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Light Loads for Clay Targets

posted Jun 1, 2011, 6:10 AM by Peter Lucas   [ updated Jul 8, 2011, 12:01 PM ]

It is no secret that the average age of shooters is increasing.  This trend is also true for muzzleloading shotgun enthusiasts.  The NRA and NMLRA are making concerted efforts to attract new and younger shooters to the shooting sports.  The Colorado Springs Muzzleloading Association is also be doing its part.  Each year the CSMLA holds two youth events at its annual Memorial Day Shoot where the young winner wins a gun donated by club's members-- one gun for the rifle event and one gun for the shotgun event.

    The youth shotgun event has been very popular with the young shooters at the annual Memorial Day Shoot. The event consists of 15 shots taken from the 10 yard line on the trap range.  The cost of entry is nominal and the club provides the the gun together with all necessary powder, wads and shot.  The young shooters are shown how to load a muzzleloading shotgun and then allowed to load the gun themselves (with the supervision of an experienced shooter).  At times there has been a line of young shooters waiting for their turn to try to win the prize shotgun.

    The youth shotgun for 2011 was built by Tom Hart of Canon City, Colorado.  Tom is know for his side-hammer shotguns.  My current skeet gun was build by Tom last year.  Tom is pictured on the left showing the eventual winner of the youth event how to load the gun.  

    In years past, the youth gun has typically been a single barrel 20 gauge gun which was loaded with 5/8 ounces of shot and an equal volume of powder.  This year, the parts which Tom had on hand where not conducive to building a 20 gauge gun.  Consequently, Tom built a 12 gauge gun as the prize for the youth event.  The gun was scaled for a small shooter and weighed about 5 pounds.  Given the light weight of the gun and tender age of the shooters, Tom knew that he would need a light load.   A trip to the patterning board indicated that a 5/8 ounce load with an equal volume of shot produced a respectable pattern out of the 12 gauge barrel.  The results from the youth shot confirmed the results from the patterning board.  So long as the shooter did his or her part, the 5/8 ounce load was more than adequate to break birds from the 10 yard trap line.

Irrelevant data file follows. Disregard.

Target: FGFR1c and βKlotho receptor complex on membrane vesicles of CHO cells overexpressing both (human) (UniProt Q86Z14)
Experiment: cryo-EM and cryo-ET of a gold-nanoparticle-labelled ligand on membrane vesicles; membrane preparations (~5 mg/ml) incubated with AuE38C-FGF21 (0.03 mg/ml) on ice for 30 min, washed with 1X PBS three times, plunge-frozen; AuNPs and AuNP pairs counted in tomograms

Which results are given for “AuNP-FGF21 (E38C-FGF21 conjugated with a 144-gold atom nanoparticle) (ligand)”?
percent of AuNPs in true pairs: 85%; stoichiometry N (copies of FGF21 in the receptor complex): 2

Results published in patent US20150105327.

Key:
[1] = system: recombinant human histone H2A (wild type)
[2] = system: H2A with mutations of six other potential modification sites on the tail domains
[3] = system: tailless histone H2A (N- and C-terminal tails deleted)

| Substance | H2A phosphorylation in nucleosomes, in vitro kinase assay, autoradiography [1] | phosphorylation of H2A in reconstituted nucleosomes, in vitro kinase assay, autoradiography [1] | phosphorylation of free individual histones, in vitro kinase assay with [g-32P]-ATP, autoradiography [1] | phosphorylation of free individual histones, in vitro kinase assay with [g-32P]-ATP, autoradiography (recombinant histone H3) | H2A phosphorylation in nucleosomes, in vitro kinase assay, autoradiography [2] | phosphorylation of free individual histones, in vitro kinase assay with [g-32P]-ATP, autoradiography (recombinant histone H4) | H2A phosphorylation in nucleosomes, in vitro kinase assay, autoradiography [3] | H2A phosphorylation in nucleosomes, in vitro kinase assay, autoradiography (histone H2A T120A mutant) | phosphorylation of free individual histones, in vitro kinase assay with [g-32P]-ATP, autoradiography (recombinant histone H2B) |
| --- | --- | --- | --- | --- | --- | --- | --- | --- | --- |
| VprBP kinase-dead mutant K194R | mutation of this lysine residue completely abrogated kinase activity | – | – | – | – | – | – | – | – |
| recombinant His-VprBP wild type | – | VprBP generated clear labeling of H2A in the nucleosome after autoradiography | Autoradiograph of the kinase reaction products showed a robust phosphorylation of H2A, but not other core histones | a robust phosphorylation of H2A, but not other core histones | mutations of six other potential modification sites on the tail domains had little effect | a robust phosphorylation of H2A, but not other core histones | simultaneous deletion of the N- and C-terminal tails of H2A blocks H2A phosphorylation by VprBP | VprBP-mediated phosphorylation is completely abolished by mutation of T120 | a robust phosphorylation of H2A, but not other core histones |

I have been shooting an increasing light load on the skeet range.  For the most part, I currently shoot an equal volume load with either 3/4 or 7/8 ounces of lead.  Patterning results from these loads have been good and these loads consistently break birds. I had not, however, tested the lighter loads on the chronograph.   Consequently, I decided to test the velocity of some really light loads in my 12 gauge gun.  The tests were shot with my side-hammer gun with 26 inch barrels, Schutzen Reenactor Powder and standard CCI Number 11 Caps.  The wad column was a single nitro card over the powder and a single overshot wad. The following represents the average velocity of a six shot string.

 Powder (grains)   
 Shot     Average Velocity
 34 1/2 846
 42.5 5/8 992
 51 3/4 993
 59.5 7/8 1053
 68 1 1044
 76.5 1 1/8

    The results of the tests were somewhat surprising.  Equal volume loads ranging from 5/8 ounces of shot up to 1 1/8 ounces  showed showed little change in velocity.  All of the loads had average velocities of between 1000 and 1050 feet per second.  These velocities are perfectly adequate for either the trap or the skeet range.

     The 1/2 ounce load was significantly slower that the heavier loads. In addition, the 1/2 ounce load showed the largest variation among test shots.  Based on these tests, an equal volume load with 1/2 ounce is probably just too light to be a reliable practice load with a 12 gauge gun.  However, an equal volume load with 5/8 ounce of shot (or more) will definitely break targets.   A five eighths ounce load is also very comfortable to shoot.    Give a light load a try.  It may just surprise you.